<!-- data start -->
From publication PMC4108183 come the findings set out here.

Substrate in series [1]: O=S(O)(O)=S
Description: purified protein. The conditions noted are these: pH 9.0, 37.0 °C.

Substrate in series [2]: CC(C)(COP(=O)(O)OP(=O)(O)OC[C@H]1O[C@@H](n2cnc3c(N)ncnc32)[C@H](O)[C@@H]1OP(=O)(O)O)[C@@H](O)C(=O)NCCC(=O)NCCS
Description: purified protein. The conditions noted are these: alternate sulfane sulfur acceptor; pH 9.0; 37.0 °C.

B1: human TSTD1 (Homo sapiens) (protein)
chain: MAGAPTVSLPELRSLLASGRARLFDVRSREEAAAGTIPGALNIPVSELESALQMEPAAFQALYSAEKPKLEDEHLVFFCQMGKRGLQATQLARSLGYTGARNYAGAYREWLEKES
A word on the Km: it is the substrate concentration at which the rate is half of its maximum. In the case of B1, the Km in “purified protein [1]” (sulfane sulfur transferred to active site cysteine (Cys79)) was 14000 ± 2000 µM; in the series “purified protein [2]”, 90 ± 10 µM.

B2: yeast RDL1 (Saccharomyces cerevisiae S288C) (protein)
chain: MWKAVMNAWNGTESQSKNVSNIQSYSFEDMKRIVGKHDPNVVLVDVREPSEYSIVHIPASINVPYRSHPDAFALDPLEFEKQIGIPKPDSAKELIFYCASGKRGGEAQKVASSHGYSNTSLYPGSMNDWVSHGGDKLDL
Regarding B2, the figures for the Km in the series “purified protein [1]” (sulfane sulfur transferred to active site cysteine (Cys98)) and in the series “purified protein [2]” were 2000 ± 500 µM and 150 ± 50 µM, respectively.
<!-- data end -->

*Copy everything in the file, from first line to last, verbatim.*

From publication PMC4108183 come the findings set out here.

Substrate in series [1]: O=S(O)(O)=S
Description: purified protein. The conditions noted are these: pH 9.0, 37.0 °C.

Substrate in series [2]: CC(C)(COP(=O)(O)OP(=O)(O)OC[C@H]1O[C@@H](n2cnc3c(N)ncnc32)[C@H](O)[C@@H]1OP(=O)(O)O)[C@@H](O)C(=O)NCCC(=O)NCCS
Description: purified protein. The conditions noted are these: alternate sulfane sulfur acceptor; pH 9.0; 37.0 °C.

B1: human TSTD1 (Homo sapiens) (protein)
chain: MAGAPTVSLPELRSLLASGRARLFDVRSREEAAAGTIPGALNIPVSELESALQMEPAAFQALYSAEKPKLEDEHLVFFCQMGKRGLQATQLARSLGYTGARNYAGAYREWLEKES
A word on the Km: it is the substrate concentration at which the rate is half of its maximum. In the case of B1, the Km in “purified protein [1]” (sulfane sulfur transferred to active site cysteine (Cys79)) was 14000 ± 2000 µM; in the series “purified protein [2]”, 90 ± 10 µM.

B2: yeast RDL1 (Saccharomyces cerevisiae S288C) (protein)
chain: MWKAVMNAWNGTESQSKNVSNIQSYSFEDMKRIVGKHDPNVVLVDVREPSEYSIVHIPASINVPYRSHPDAFALDPLEFEKQIGIPKPDSAKELIFYCASGKRGGEAQKVASSHGYSNTSLYPGSMNDWVSHGGDKLDL
Regarding B2, the figures for the Km in the series “purified protein [1]” (sulfane sulfur transferred to active site cysteine (Cys98)) and in the series “purified protein [2]” were 2000 ± 500 µM and 150 ± 50 µM, respectively.